At Liberty to salvage hunt for inspiration

dp2I am on the look out for some inspiration for a kitchen overhaul in a Victorian terrace in Northwest London.  I want to honour the building’s past, while reflecting the present way we live, and our character.  Last week, I was way out west in North Wales.   Having spent the morning admiring the Champion trees (those trees that are exceptional examples of their species) and snow drops at Bodnant Gardens, we made a beeline for Drew Pritchard’s Architectural Antiques.

Drew, well-known as the present of Quest TV’s Salvage Hunters, deals in garden, architectural and decorative antiques and lighting from his HQ just south of Llandudno in North Wales.  The warehouse, come restoration workshop, come showroom is clad in reclaimed boards, the perfect backdrop to the eclectic mix of finds.  The magical Art Nouveau mantelpiece I had been coveting over Christmas had sold, but  I swiftly fell for the huge drapers counter, pictured above, made from mahogany with pine drawers and shelves. The draper’s measure is still embedded in the countertop.  The perfect centrepiece for my new kitchen, if only it were not 3 metres wide!

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At the door, we are politely reminded antiques are green.  Buying antiques is much more than simply recycling.  Buying a piece of furniture with history, and character is continuing a story, and adding your own twist.  The materials and craftsmanship in many pieces of vintage and antique furniture are now in scarce supply.  The pieces have been made to last, and the wear and tear they have acquired on the way are testament to their function and often enhance their form.

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To my great delight, Drew Pritchard has just taken over the East gallery on the fourth floor of Liberty’s.  The gallery has a number of windowed alcoves that lend themselves as room sets.

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There is an Orkney chair calling you to rest a moment and take in the selection of for sale from the sublime set of Aesthetic Carved Oak Doors to the almost comic stone corgi.  I urge you to sneak a peek if you are in the West End. You never know what you might find.

More woollen blankets woven in Wales

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Prompted by a comment on an earlier post, I thought I would share a couple of shots of some woollen products from Melin Tregwynt, a third-generation family mill business in West Wales.  Melin Tregwynt is reviving and reinterpreting authentic Welsh tradition with modern and innovative design.  The double-cloth structure produces practical and hard-wearing bedcovers, as well as the bold reversible patterns that work so well with contemporary interiors.  The product range has been expanded to include accessories and upholstery products.  The blankets retail from around £140, and cushions from around £40, including the pad.  A wide range of colours is available, from these muted neutral tones, to ember, a mix of hot pinks, browns and oranges.  You can purchase directly from Melin Tregwynt by phone or email, or from stockists including John Lewis.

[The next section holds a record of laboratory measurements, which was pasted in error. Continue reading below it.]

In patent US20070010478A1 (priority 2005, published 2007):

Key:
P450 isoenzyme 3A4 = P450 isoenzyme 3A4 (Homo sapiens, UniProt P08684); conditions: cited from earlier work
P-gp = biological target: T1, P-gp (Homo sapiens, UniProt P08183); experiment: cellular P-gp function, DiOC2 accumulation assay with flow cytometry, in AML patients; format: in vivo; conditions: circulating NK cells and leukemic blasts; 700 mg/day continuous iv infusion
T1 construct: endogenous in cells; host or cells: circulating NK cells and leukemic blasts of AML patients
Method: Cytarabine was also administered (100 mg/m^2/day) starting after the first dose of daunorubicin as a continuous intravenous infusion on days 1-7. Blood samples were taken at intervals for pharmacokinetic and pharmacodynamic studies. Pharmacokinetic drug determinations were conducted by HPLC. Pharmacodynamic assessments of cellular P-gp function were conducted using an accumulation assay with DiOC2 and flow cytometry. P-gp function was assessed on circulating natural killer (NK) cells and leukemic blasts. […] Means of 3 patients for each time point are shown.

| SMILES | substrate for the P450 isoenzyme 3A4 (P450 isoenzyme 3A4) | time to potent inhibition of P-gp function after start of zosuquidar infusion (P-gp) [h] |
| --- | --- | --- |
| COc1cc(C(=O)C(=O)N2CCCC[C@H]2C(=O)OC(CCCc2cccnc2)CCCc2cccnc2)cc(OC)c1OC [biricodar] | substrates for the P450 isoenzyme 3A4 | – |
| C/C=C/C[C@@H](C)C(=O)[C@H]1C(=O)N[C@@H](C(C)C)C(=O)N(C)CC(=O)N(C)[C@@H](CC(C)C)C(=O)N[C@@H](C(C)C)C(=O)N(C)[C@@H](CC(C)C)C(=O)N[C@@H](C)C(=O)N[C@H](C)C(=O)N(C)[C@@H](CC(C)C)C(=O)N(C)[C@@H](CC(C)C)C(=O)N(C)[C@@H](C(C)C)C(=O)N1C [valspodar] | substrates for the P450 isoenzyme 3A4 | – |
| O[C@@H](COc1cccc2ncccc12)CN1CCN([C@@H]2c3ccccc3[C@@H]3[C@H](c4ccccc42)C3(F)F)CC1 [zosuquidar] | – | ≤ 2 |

Welsh blankets

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We recently made a trip to the Brynkir Woollen Mill in Golan, Gwynedd, North Wales.  The weather was drizzly and we could hear the sound of the mill stream before the mill appeared out of the mist.

The mill is one of a handful of woollen mills still in operation in Wales, and produces traditional double cloth bedcovers known as tapestries, as well as other woollen products.  The tapestries are made of 100% new Welsh wool, so hard wearing and breathable.  They are also fully reversible, with a different colour dominating on the reverse, and finished with short fringes on two sides and the mill’s own label.  We bought two tapestry bedcovers, one in a sea salt blue and coral for my daughter’s bed, and another in more muted, natural tones for the guest room.  These blankets are adding some warm, soft colours into our bedrooms, and celebrating Welsh heritage.

Similar Welsh blankets from the Great English Outdoors featured in the August issue of Living Etc magazine.  For a truly comprehensive catalogue of Welsh blankets, nursing shawls and carthenni (woollen bedcovers) visit Jane Beck’s virtual ( and real) Welsh blanket emporium.

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